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Tue. Oct 4th, 2022
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KARACHI: Dozens of Afghan journalists who fled from their country last year after the Taliban took over Kabul face an uncertain future in Pakistan as they wait anxiously for the renewal of their visas to remain in the country and continue their struggle to repatriate to European countries or the US. Journalists who fled from Afghanistan to mainly Islamabad, Karachi, Quetta complain that they are getting no help from even the international organisations and NGOs.
Malik Muhammad Afzal, an official who works for the Pakistani Interior Ministry’s visa department said the visas could be extended this week but they had to get approval from the country’s intelligence agencies.
“The Pakistan interior ministry had given clearance for special issuance of visas for all media personnel who wanted to move from Afghanistan after the Taliban takeover fearing repercussions for their reporting and work,” Nasrin Shirazad who worked for the Ariana News in Kabul said.
The mother of three fled via the eastern province of Nangarhar immediately after the Taliban took power in August 2021 and she got a letter on her doorstep threatening her with dire consequences for her “sins” and “infidel” work.
The Taliban have denied issuing any such letter and termed it as a ‘fake’.
The female anchor and broadcaster says now NGOs and other western countries and organisations whom she had approached to move to another country say there is no proof she faces any threat in Afghanistan.
But Shirzad said her work as a journalist has earned her and her family many such threats over the years.
“It was a big relief for my family when we finally got a visa to evacuate to Pakistan in February but now the visa has expired.”
Other Afghan journalists are also awaiting visa extensions from the Pakistan government and for the moment they have been told by their landlords to leave their premises or they will be evicted.
“Without a valid visa I can’t rent any place in Pakistan neither can I receive any financial help from any NGO or relatives, friends in Afghanistan,” Abdullah Hameem, a journalist with leading Afghan broadcaster Tolo TV said.
Currently, there are said to be around 200 Afghan journalists on the run and they all communicate through a WhatsApp group.
Hameem said many journalists who worked full-time in the more progressive landscape in Afghanistan for more than a decade before the Taliban took power have fled to Pakistan or some other neighbouring countries for fear of retribution for their work.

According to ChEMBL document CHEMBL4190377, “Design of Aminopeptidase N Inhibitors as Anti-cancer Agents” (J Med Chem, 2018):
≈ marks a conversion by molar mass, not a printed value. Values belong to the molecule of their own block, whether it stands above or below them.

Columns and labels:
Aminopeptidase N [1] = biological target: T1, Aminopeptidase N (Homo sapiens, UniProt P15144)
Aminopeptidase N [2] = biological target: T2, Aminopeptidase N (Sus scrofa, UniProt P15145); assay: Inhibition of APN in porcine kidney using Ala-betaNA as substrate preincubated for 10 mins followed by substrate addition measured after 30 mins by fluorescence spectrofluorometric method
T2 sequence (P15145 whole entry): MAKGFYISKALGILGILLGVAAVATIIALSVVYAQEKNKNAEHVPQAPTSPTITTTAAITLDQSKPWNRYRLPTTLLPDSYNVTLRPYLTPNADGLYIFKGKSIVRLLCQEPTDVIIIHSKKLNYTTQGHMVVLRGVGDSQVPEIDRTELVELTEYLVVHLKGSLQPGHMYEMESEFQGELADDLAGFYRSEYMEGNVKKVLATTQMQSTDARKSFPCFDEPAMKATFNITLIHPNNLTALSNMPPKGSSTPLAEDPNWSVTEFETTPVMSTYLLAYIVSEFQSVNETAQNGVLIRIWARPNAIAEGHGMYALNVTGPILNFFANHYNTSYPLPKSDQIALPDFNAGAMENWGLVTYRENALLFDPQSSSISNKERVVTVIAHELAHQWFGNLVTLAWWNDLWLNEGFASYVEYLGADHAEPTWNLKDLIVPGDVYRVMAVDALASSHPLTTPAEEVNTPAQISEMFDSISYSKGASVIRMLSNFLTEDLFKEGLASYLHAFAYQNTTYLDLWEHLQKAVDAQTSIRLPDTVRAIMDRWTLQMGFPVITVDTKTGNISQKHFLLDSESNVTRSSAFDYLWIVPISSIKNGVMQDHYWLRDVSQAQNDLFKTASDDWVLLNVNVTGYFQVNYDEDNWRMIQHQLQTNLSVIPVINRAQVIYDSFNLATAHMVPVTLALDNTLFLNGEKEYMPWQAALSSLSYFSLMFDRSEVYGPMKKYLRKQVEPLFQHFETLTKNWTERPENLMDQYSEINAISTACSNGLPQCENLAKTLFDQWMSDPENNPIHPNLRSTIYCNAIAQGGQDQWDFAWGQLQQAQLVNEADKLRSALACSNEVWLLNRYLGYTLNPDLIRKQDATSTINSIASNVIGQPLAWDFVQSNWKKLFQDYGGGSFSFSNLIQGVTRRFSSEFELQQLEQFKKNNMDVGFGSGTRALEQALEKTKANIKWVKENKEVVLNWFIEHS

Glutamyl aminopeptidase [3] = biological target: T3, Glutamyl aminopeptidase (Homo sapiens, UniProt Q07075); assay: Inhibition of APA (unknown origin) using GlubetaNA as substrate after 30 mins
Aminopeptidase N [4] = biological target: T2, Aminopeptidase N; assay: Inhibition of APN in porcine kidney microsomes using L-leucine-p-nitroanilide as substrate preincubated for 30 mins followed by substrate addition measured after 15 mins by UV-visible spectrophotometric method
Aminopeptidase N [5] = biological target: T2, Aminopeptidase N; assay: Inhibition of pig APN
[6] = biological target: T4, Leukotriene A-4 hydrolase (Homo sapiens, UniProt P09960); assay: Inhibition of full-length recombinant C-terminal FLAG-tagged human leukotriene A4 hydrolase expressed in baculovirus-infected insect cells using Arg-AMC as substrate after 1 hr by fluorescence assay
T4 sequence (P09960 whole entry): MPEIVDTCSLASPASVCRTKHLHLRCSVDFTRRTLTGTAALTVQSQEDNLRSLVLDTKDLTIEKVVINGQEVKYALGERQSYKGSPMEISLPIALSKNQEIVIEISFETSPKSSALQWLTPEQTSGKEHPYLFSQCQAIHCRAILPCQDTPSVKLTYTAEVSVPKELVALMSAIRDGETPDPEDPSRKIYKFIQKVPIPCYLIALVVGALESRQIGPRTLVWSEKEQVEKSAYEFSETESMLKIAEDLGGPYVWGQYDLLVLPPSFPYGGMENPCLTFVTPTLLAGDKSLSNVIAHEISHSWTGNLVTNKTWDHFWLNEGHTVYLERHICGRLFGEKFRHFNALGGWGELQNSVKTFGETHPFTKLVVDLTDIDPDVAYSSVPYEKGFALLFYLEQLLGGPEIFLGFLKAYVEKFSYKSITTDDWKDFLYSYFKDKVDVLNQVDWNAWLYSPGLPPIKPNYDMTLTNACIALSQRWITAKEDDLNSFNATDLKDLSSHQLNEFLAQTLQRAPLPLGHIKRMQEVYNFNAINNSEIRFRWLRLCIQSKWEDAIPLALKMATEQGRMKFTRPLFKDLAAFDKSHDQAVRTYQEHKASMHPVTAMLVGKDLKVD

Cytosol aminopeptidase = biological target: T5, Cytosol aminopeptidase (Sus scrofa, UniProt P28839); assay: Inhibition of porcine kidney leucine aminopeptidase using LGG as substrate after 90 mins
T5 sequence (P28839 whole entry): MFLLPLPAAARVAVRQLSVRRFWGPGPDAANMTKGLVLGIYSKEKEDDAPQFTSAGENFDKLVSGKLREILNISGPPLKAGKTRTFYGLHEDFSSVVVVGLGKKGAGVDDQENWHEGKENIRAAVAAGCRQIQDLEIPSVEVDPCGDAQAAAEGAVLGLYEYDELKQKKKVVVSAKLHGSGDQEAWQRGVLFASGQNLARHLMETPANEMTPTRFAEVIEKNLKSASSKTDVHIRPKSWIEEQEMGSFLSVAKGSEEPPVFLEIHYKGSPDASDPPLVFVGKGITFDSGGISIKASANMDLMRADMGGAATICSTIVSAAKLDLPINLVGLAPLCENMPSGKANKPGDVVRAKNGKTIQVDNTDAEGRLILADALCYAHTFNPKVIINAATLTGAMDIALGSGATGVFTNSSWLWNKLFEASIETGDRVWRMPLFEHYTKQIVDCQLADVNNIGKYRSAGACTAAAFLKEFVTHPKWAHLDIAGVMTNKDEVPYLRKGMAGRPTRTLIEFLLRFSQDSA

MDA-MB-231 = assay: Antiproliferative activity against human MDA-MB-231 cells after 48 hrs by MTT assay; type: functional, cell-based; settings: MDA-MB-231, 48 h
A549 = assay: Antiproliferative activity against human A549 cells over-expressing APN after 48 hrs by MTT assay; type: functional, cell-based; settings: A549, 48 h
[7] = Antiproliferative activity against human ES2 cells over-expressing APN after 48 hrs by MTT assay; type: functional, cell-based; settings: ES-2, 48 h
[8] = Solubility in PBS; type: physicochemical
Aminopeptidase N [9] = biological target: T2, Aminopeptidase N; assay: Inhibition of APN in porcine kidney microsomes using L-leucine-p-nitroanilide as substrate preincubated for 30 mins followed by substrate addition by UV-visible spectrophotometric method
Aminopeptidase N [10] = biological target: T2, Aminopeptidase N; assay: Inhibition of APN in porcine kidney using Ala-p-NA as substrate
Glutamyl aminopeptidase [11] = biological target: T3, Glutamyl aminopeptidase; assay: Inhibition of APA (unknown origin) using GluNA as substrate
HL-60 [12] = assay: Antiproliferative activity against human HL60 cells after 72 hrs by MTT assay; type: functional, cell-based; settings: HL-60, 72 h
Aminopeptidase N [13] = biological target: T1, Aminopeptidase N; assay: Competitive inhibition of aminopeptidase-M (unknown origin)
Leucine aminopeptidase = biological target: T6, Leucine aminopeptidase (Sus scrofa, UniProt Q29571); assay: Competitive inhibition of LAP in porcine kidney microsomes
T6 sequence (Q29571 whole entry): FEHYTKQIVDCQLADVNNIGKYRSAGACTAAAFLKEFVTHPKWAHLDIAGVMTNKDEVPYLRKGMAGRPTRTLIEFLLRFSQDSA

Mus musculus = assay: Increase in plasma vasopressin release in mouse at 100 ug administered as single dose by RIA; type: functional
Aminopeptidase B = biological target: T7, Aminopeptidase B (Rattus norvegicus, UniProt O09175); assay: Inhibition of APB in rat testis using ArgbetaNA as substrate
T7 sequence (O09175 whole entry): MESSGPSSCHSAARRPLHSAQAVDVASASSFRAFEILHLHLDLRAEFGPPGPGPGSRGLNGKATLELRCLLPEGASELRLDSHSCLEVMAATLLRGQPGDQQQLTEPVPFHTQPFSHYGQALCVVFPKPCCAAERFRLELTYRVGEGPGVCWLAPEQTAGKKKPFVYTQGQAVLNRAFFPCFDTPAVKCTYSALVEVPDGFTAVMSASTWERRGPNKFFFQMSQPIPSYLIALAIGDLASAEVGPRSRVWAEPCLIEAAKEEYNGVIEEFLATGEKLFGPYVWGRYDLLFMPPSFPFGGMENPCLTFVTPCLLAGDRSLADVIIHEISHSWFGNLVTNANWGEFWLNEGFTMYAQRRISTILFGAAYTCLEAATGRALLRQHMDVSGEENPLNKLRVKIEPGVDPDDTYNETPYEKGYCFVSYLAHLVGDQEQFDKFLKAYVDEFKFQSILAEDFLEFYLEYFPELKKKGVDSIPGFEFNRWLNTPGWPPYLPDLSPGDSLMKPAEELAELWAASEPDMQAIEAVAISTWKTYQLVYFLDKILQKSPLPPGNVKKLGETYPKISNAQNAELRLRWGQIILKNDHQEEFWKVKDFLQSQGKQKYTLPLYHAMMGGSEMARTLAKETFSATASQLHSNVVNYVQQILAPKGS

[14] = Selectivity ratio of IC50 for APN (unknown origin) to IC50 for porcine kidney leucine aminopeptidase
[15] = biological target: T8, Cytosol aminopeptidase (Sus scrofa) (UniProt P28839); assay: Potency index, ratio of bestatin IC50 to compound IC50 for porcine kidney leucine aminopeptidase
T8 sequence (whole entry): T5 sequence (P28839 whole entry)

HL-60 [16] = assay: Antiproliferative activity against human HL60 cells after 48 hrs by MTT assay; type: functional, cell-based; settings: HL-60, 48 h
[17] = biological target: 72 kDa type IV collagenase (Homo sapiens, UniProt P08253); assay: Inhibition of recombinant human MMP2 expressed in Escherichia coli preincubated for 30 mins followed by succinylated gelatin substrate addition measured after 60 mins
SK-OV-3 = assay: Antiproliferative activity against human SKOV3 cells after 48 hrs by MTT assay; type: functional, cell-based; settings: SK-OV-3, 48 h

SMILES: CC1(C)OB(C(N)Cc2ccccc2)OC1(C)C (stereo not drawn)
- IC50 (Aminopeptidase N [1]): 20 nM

Many of these journalists are former female broadcasters and anchors like 26-year-old Sodaba Nasiry who worked for the former Afghan parliament’s television channel and left Kabul for Pakistan the day the Taliban stormed Kabul.
She said her visa expired this month, leaving her unable to rent a room legally. For now, she is staying with an Afghan widow in Islamabad.
Nasiry is presently undergoing treatment for depression and is facing acute financial problems which have also not allowed her to take proper medical treatment.
She said all her e-mails and applications to the International Federation of Journalists, Reporters Without Borders, the Committee to Protect Journalists, and the German, French, Italian, and Canadian embassies have given no positive replies to requests for any assistance.
A report by media watchdogs last month confirms that Afghanistan has lost nearly 40 percent of its media outlets and just under 60 per cent of its journalists since the Taliban takeover.
There were 2,756 women journalists and media workers working in Afghanistan prior to the Taliban take over now only 656 are still working under restrictions.
Some Afghan journalists who fled to Pakistan have even paid bribes in US dollars to private agents or middlemen to get new documents or visa extensions
“The emotional, legal, and financial pressures are getting too much for us now,” said another journalist.

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